Pop culture obsessives writing for the pop culture obsessed.
Pop culture obsessives writing for the pop culture obsessed.

Bored To Death: “Nothing I Can't Handle By Running Away”

Illustration for article titled Bored To Death: “Nothing I Can't Handle By Running Away”

I was left a little nonplussed by the final scene of Bored to Death’s third season finale, which may end up its series finale because of poor ratings (although HBO remains the most difficult network to predict in terms of what it renews). On the one hand, ending with all the characters dancing at Emily’s wedding feels like a perfectly satisfactory capper: George appears to have made a romantic breakthrough with Josephine, Ray is courting a new senior citizen (played by Lynn Cohen), and Jonathan is dancing with his sister Rose, whom he still hasn’t told about their familial connection. “We all have our thing,” Ray winks at Jonathan, and we all sigh happily at the show’s sweetly hedonistic outlook and bid it a fond farewell.

Except, wait a second. “We all have our thing?” Is Jonathan’s thing having sex with women he knows he’s related to without telling them about it? That’s a pretty weird “thing,” dude. I mean, if Jonathan wants to have lots of (protected) sex with Rose, it’s not really my problem, but he should probably clue her in on the whole “incest” aspect of the relationship, certainly before a nice little musical moment that ends the season. It felt like a bum note to wrap up on and an unintentional one at that.

The theme this season, really, has been that Jonathan, Ray, and George are all exceptionally dysfunctional people and that it’s probably best for them to work within those dysfunctions than try to become more normal. George has come to the realization that his selfishness has disrupted his romantic life and his relationship with his daughter, but by the last episode, he’s still learning, telling Josephine he maybe wants to be monogamous (which she’d already assumed) and almost bungling his wedding speech to Emily by making it all about himself, before Jonathan intervenes. He’s a delightful old fool, but at this point any personal growth on his part will be very slow indeed.

For all my problems with the Bernard/Emily arc (mostly, it just took up too much plot space), I think George was the standout character this year, as he has been every year on this show. His Man of La Mancha performance, his fatherly affection towards Ray, and even his brief split with Jonathan were the highlights of this season. Ted Danson’s doing fine in his new role on CSI (which ostensibly wouldn’t affect a Bored to Death season four, although many think otherwise), but he’s such a dazzling comedic actor, and he’s opened up such a fun new persona on this show, so I really hope he isn’t boxed in solving murders for years to come. What a waste that’d be.

When it comes to Ray and Jonathan, I just couldn’t summon up the energy for their stories outside of the trio’s adventures. Stacy Keach did some more good work as Bergeron, but the kidnapping plot was sub-par and split Ames from his new dad too quickly. The point, with the arrival of the Super Rays and George in the announcer’s booth, was that Ray and George are Jonathan’s real family, which, fine, but the stakes could have been a little higher, given that this was the last episode of the year. The toughs who took Jonathan hostage weren’t particularly threatening, and the shot of Bergeron running back into the stadium was sweet but also felt like a story thread being dropped too quickly. It’s weird how rushed everything was considering the slow narrative pace of the sperm bank plot over the course of the season.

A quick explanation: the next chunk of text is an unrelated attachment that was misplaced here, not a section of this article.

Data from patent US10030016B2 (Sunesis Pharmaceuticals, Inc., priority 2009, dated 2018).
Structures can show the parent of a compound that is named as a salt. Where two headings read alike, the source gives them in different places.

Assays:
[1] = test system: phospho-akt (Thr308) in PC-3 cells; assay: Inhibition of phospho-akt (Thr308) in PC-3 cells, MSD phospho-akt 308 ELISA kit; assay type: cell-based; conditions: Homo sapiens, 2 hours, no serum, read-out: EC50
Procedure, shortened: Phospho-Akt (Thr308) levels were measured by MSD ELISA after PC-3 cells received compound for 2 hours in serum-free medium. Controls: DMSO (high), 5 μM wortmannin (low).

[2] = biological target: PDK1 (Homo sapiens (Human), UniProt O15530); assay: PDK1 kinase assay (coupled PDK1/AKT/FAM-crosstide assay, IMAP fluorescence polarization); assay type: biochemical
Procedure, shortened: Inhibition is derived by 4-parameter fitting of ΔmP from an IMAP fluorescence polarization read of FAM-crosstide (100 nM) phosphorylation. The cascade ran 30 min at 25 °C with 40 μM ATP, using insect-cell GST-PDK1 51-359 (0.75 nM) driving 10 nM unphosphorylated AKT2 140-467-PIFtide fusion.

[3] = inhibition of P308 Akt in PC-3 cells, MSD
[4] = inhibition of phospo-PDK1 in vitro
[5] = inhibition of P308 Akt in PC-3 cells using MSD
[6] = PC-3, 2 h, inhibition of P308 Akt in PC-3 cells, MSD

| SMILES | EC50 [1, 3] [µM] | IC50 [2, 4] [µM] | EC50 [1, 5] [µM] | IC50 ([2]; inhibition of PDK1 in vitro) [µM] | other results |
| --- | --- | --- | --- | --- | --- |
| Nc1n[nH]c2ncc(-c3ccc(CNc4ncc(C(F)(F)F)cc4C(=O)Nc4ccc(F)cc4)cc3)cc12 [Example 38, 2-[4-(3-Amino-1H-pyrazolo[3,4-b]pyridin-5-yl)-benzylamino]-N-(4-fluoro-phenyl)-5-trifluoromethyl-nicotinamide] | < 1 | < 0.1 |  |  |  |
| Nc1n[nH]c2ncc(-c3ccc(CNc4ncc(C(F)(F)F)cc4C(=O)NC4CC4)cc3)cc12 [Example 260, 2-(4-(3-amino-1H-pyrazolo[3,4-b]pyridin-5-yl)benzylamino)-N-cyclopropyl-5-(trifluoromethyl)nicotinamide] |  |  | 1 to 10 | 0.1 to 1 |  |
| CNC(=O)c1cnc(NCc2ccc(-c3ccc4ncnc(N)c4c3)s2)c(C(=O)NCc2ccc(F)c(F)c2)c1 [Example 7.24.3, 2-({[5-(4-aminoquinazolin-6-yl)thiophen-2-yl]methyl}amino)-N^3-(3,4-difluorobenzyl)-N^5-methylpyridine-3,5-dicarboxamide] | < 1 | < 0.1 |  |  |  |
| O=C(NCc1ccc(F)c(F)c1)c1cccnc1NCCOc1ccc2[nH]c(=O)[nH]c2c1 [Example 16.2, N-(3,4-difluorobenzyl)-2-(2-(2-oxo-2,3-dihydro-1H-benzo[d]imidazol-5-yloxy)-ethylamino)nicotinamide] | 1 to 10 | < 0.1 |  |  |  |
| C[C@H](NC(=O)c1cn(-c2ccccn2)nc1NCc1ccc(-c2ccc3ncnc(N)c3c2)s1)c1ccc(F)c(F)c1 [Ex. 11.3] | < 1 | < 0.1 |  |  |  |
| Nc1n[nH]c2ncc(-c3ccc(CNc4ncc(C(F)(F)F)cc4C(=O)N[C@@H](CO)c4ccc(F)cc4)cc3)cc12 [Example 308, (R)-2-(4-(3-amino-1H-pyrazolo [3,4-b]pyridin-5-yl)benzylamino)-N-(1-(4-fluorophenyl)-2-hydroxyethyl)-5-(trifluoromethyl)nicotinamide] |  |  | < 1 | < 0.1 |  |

Ray’s rapid professional and romantic resolutions also felt jarringly rushed. After almost nothing on his cartooning work this season, he taps into his fanbase once again, who help lift his spirits and even find a woman. She may not be the love of his life, but why did the show take seven episodes to drag out his and Leah’s breakup when the impact on him was swept under the rug so quickly? This show has had a lot of fun with its one-off plots this season, but the arcs have just been a total mess, an energy-sapper for a show that dearly relies on that manic sense of fun.


At this point, if Bored to Death drops off the HBO schedule, I’m sad to say, I won’t shed a tear. The show is still mostly a pleasure to watch week-to-week, but its arcs became such a chore that everything else got dragged down with them, including an exceptional cast, a deep roster of recurring and one-off guest stars, and some of the best Brooklyn location shooting you ever did see. Maybe we’ll be back next year, maybe we won’t, but for now, it’s been nice knowing you, ya weirdo!

Stray observations:

  • Bergeron is a major disappointment for Jonathan. “Are you even Jewish or a member of Mensa?” “I'm Black Irish, and I'm a member of Triple A.”
  • Ray's scene with Spencer was cutely-staged, especially the eating of the cracker, prompting tears.
  • Emily was married once before, during her S&M phase. “It wasn't legal, just a blood ritual.” “Oh. Was there a lot of blood?” “Enough.”
  • A couple cool locations this week: MCU Park in Coney Island (which they called Wonder Stadium), home of the Mets' Short-A minor league affiliate, the Brooklyn Cyclones. Also, my local comic book store, Bergen Street Comics, makes its second appearance.
  • Zach Woods of The Office and In The Loop did well in a Super Ray suit complete with gigantic penis.
  • George is great at helping Jonathan dodge bullets. “Serpentine, Jonathan! Serpentine!” Jonathan's expert marksmanship was at least vaguely foreshadowed by him visiting the shooting range this year.